In March 2018, iProbono lawyers Rajshekhar Rao and Gauri Puri obtained crucial relief in a case that highlights the plight of prenatal and antenatal health care schemes accessible to women in India.
According to a UNICEF Report, with an estimated 117,000 deaths in 2005, India accounted for a fifth of the total maternal deaths globally. Progress on reducing the maternal mortality ratio (MMR) has been slow. The issue was prioritized under the UN Sustainable Development Goals (SDGs) to ensure health and well-being of women and children. To address this issue and improve maternal health, the UN set a goal of reducing the global maternal mortality ratio to less than 70 per 100,000 live births by 2030. In India, however, a maternal death happens every five minutes.
The Laxmi Mandal Case
In 2008, Shanti Devi was forced to carry a dead foetus in her womb for five days after being denied medical treatment at several hospitals because her husband was unable to show the relevant documents to avail medical services. Two years later, she died following a premature labour when she was again unable to access adequate maternal healthcare, despite being qualified for healthcare services under existing state-sponsored schemes. Following her death, Shanti’s family petitioned the Delhi High Court. This led to the landmark judgment in Laxmi Mandal vs. Deen Dayal Upadhyay Hospital & Ors where the High Court ordered compensation for the petitioners on the grounds that women’s reproductive rights, recognised as a constitutional right to life, had been violated. The judgment affirmed that it was the State’s responsibility to ensure that “poor persons” are able to access the benefits they are entitled to instead of putting the burden on those entitled to the benefits to demonstrate their eligibility.
Though the judgment in the Laxmi Mandal case was robust and progressive, pregnant women are still being denied access to government schemes. In 2016, five pregnant and lactating women residing in Bhim Nagar slums of Nangloi were denied essential maternal health and nutrition benefits under the Indira Gandhi Matritya Sahyog Yojana (IGMSY) Scheme despite suffering complication during and after pregnancy. All the petitioners were between 25 and 30 years old with a monthly income of less than Rs. 8000. They filed complaints and made representations in order to secure their due benefits. Despite this, they could avail the benefits they were entitled to receive.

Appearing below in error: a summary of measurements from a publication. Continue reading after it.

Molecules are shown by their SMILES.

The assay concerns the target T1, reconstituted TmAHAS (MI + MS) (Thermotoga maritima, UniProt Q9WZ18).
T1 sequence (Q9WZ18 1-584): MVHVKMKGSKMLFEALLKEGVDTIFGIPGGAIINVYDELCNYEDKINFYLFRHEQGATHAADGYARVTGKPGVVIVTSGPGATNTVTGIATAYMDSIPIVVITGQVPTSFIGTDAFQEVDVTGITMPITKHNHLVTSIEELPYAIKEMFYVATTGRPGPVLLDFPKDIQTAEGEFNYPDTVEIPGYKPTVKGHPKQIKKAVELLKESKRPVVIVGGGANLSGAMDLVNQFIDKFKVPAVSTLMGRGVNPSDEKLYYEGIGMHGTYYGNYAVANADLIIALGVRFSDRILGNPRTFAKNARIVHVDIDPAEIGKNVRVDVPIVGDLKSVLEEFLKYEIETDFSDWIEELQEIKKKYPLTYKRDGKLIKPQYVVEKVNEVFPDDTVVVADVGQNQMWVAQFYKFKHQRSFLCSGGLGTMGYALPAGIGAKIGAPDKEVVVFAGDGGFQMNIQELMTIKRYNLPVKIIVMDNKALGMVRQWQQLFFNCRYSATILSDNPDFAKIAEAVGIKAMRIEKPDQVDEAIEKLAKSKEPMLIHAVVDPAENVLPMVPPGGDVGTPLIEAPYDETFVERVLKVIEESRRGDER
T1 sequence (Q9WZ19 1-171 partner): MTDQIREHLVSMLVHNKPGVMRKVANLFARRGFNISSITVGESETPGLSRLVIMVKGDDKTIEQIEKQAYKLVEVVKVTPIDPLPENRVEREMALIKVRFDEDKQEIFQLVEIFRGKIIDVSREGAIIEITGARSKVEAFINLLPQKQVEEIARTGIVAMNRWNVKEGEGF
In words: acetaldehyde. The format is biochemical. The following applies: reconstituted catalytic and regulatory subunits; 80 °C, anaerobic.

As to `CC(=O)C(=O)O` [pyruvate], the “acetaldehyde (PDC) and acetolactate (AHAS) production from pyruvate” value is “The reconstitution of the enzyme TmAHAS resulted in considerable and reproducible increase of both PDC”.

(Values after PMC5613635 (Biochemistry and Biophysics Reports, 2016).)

iProbono’s lawyers and Nazdeek represented the women and filed a contempt petition under the Laxmi Mandal case. One of the petitioners had approached the High Court previously but she joined this petition again since had not received her entitlement for second IGMSY installment.
Despite various schemes and court decisions granting pregnant and lactating women financial and nutritional assistance, women continue to be denied these benefits. Over time, these schemes become defunct owing to non-implementation and immense delays in disbursement of funds. It is a denial of a woman’s right to life if every woman is forced to seek redress from a Court to obtain their entitlements.
The petitioners drew special attention to willful disobedience and gross violation of the directions issued by the Court in previous judgments like the Laxmi Mandal case. After a court battle of almost two years, the five petitioners finally received their allotted benefits under the IGMSY scheme amounting to Rs. 6,000. We hope our efforts impact the lives of other women across the country and essential maternity benefit are paid out in full and in a timely manner.
 By 2030, reduce the global maternal mortality ratio to less than 70 per 100,000 live births
 (W.P. (C) 8853 of 2008) in the Delhi High Court
 All of the petitioners filed complaints with the Public Grievance Mechanism System without getting a response
 Petitioner 5, Anita, was part of the Pooja & Ors. Case